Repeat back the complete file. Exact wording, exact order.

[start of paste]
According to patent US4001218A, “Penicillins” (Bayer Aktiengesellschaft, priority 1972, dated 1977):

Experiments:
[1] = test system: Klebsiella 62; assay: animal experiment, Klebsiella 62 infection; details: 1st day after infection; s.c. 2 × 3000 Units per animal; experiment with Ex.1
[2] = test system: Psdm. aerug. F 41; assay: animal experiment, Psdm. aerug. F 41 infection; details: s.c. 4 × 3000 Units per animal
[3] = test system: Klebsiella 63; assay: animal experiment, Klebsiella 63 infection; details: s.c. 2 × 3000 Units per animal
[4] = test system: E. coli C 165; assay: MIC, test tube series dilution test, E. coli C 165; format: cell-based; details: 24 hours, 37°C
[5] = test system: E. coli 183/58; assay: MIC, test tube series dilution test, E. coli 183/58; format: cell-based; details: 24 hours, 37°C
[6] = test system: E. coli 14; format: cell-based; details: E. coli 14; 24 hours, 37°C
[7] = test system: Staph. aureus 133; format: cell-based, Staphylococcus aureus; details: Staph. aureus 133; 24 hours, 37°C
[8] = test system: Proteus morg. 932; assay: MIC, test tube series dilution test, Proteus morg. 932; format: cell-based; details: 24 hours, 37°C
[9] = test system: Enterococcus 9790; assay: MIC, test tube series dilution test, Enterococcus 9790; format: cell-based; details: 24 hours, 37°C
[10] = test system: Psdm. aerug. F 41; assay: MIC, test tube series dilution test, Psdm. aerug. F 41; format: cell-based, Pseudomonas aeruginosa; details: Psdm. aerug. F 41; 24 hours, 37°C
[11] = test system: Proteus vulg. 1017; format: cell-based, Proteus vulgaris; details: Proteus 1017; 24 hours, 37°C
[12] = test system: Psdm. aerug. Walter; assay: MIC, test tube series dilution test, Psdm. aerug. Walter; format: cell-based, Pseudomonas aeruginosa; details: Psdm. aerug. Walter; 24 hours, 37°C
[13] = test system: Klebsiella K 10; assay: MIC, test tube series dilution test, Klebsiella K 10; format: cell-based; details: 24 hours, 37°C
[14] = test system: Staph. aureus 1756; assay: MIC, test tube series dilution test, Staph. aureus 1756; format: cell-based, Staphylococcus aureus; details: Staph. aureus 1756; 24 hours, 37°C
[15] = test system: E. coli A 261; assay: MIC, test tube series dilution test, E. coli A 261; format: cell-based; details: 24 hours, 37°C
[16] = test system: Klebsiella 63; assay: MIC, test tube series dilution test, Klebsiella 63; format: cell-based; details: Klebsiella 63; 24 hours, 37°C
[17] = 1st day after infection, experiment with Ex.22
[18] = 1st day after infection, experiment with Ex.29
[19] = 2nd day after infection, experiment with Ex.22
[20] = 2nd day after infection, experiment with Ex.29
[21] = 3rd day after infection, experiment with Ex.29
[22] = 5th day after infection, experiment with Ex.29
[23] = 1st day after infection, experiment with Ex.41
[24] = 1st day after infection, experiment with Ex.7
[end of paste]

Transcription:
According to patent US4001218A, “Penicillins” (Bayer Aktiengesellschaft, priority 1972, dated 1977):

Experiments:
[1] = test system: Klebsiella 62; assay: animal experiment, Klebsiella 62 infection; details: 1st day after infection; s.c. 2 × 3000 Units per animal; experiment with Ex.1
[2] = test system: Psdm. aerug. F 41; assay: animal experiment, Psdm. aerug. F 41 infection; details: s.c. 4 × 3000 Units per animal
[3] = test system: Klebsiella 63; assay: animal experiment, Klebsiella 63 infection; details: s.c. 2 × 3000 Units per animal
[4] = test system: E. coli C 165; assay: MIC, test tube series dilution test, E. coli C 165; format: cell-based; details: 24 hours, 37°C
[5] = test system: E. coli 183/58; assay: MIC, test tube series dilution test, E. coli 183/58; format: cell-based; details: 24 hours, 37°C
[6] = test system: E. coli 14; format: cell-based; details: E. coli 14; 24 hours, 37°C
[7] = test system: Staph. aureus 133; format: cell-based, Staphylococcus aureus; details: Staph. aureus 133; 24 hours, 37°C
[8] = test system: Proteus morg. 932; assay: MIC, test tube series dilution test, Proteus morg. 932; format: cell-based; details: 24 hours, 37°C
[9] = test system: Enterococcus 9790; assay: MIC, test tube series dilution test, Enterococcus 9790; format: cell-based; details: 24 hours, 37°C
[10] = test system: Psdm. aerug. F 41; assay: MIC, test tube series dilution test, Psdm. aerug. F 41; format: cell-based, Pseudomonas aeruginosa; details: Psdm. aerug. F 41; 24 hours, 37°C
[11] = test system: Proteus vulg. 1017; format: cell-based, Proteus vulgaris; details: Proteus 1017; 24 hours, 37°C
[12] = test system: Psdm. aerug. Walter; assay: MIC, test tube series dilution test, Psdm. aerug. Walter; format: cell-based, Pseudomonas aeruginosa; details: Psdm. aerug. Walter; 24 hours, 37°C
[13] = test system: Klebsiella K 10; assay: MIC, test tube series dilution test, Klebsiella K 10; format: cell-based; details: 24 hours, 37°C
[14] = test system: Staph. aureus 1756; assay: MIC, test tube series dilution test, Staph. aureus 1756; format: cell-based, Staphylococcus aureus; details: Staph. aureus 1756; 24 hours, 37°C
[15] = test system: E. coli A 261; assay: MIC, test tube series dilution test, E. coli A 261; format: cell-based; details: 24 hours, 37°C
[16] = test system: Klebsiella 63; assay: MIC, test tube series dilution test, Klebsiella 63; format: cell-based; details: Klebsiella 63; 24 hours, 37°C
[17] = 1st day after infection, experiment with Ex.22
[18] = 1st day after infection, experiment with Ex.29
[19] = 2nd day after infection, experiment with Ex.22
[20] = 2nd day after infection, experiment with Ex.29
[21] = 3rd day after infection, experiment with Ex.29
[22] = 5th day after infection, experiment with Ex.29
[23] = 1st day after infection, experiment with Ex.41
[24] = 1st day after infection, experiment with Ex.7